An hour before heading to the Red Poppy to hear a poetry/music slam, my friend Anita and I strolled along 24th street, seeking dinner. We were tentatively headed to the Roosevelt Tamale Parlor, but willing to be waylaid if we found something we liked sooner. That waylaying place turned out to be El Nuevo Frutilandia. We glanced at the plate glass door, whose sign said it wouldn’t open for another five minutes, then glanced at the menu posted alongside.
Suddenly a young woman opened the door. There was already a small but happy group at the bar along the back wall of the simple but brightly-colored restaurant. What the hell. We decided to go in. The lovely young woman introduced herself. Tyrisha. Turns out she is the co-owner and manager, along with her husband Rafael Frias.
I asked Tyrisha about the first owner, whose name I can’t remember. She didn’t know him, she said. Personally I remember his face, his presence like it was yesterday. This is how “yesterday” was.
Lincoln and I had returned from a year in Cuba in November, 1974. It seems like a minute ago. But, no, it was 41 years ago. We were in culture shock. Also basically broke. On our return we’d hoped to rent a one bedroom apartment somewhere in the city, but even then the prices were going up, year by year. Living in the Mission, where we could hear Spanish every day, felt culturally familiar, and, more like “home”. Unlike now, it was one of the least expensive neighborhoods in San Francisco.
We found a studio apartment on the corner of 24th and Hampshire Streets for $150 a month. I got an LVN job on the night shift at St. Luke’s Hospital. Lincoln got hired to work downtown at George Lithograph. We filled our studio with a double mattress on a board and blocks, cinder block and wood plank bookcases, a tiny wooden table and two chairs, and colorful political posters of Vietnam and Cuba. Fortunately we were in love, and living in the Mission. Pretty much heaven.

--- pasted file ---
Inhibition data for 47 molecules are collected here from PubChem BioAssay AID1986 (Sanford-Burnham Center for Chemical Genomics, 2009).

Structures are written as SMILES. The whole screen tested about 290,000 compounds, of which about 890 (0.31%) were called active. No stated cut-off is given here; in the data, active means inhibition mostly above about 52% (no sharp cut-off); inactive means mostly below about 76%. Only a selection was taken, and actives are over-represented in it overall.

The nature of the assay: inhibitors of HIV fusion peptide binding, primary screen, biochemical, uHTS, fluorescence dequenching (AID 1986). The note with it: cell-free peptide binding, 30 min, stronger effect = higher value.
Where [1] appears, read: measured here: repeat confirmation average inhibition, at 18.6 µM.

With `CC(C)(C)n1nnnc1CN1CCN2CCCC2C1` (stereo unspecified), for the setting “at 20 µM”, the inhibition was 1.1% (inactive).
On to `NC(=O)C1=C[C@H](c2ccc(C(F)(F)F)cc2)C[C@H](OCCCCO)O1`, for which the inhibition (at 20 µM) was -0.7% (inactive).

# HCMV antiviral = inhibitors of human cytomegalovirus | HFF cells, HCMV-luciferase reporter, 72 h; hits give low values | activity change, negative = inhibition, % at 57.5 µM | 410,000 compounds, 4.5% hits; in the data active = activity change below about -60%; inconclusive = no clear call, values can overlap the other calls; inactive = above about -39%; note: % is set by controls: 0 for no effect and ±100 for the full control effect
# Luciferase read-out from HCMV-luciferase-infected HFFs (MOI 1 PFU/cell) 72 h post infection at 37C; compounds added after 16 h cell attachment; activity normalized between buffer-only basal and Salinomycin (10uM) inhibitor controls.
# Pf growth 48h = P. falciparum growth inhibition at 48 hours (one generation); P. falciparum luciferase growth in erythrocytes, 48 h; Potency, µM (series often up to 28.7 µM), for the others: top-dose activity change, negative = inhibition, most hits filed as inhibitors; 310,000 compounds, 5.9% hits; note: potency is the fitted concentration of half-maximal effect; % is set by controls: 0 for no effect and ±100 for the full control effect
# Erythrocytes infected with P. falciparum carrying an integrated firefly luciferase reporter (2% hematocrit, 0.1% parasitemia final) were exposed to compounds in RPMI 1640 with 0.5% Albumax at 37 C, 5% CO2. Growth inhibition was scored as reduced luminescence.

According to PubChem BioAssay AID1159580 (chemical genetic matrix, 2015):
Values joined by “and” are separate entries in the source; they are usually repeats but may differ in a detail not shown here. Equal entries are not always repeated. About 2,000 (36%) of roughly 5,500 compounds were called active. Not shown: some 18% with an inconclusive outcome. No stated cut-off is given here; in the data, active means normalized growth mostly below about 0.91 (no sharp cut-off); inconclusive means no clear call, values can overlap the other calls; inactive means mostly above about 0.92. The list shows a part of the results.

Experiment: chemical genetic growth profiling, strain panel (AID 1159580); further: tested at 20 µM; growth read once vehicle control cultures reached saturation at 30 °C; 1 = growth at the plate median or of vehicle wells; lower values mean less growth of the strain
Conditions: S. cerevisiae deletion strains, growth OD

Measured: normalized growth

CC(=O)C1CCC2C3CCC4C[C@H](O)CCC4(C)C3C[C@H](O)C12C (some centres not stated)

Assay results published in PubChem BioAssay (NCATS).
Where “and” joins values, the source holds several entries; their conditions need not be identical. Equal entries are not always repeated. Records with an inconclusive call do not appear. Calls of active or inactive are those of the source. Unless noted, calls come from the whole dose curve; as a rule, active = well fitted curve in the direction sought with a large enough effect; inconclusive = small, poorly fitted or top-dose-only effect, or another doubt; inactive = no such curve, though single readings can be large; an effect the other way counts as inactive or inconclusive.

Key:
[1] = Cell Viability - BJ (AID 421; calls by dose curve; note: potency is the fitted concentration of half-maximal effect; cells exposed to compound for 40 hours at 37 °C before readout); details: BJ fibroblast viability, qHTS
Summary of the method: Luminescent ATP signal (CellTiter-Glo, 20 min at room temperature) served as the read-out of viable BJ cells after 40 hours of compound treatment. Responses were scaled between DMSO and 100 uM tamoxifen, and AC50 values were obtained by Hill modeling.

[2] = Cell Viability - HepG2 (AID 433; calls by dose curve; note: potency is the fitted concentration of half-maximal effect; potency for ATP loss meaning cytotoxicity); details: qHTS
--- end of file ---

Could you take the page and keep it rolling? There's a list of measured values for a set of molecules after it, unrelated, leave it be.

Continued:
We bought sandwiches, sundaes and house-made candy at the St. Francis Fountain one block away. It seemed old-fashioned even then. I loved it. We got to know the family that had always owned it. We also ate at Roosevelt Tamale Parlor, La Victoria, and Guadalajara del Noche. In those days I don’t think there was one yuppie-style business on the entire stretch of 24th between Potrero and Mission. What I called the “heart of the Mission.” It was our sanctuary, long before San Francisco became an official sanctuary city for all kinds of refugees.
Further up the street was a Cuban restaurant called Frutilandia. Occasionally we ate there too. Mostly I remember the owner, a tall, seriously overweight, dark-skinned Cuban man, who would sit out front every day, while his younger, slimmer wife did all the work inside. He enjoyed greeting people and being with his infant daughter, a roly-poly curly-headed little girl dressed up in the girly-est of frilly frocks and ribbons, the apple of her father’s eye.
Sadly he died when his daughter was still a baby. At first I thought Tyrisha might be his daughter. She told me she is forty, so she could have been. That would have been the coolest thing in the world. Alas, she wasn’t.
Still, the evening turned out to be a beautiful walk down memory lane, and a culinary delight. When I asked our lovely waiter Nick if the shrimp in garlic butter sauce was gluten free, he said he’d check. A minute later, the chef came out and happily, kindly explained every last ingredient I would find in the dish. Not a drop of gluten.
I swear to God, it was the best shrimp in garlic butter sauce I’ve ever eaten. It was how shrimp in garlic butter sauce is supposed to taste! And the black beans and white rice, which came out separate, but which I mixed together Cuban-style to create Moros y Cristianos, were perfect.
Anita had ceviche and sangria. We shared a beautiful salad that had the usual stuff, but also jicama and guava, and guava-cilantro vinaigrette. It was all kind of perfect. I’ve never really been one to be nostalgic for my past. It finally happened.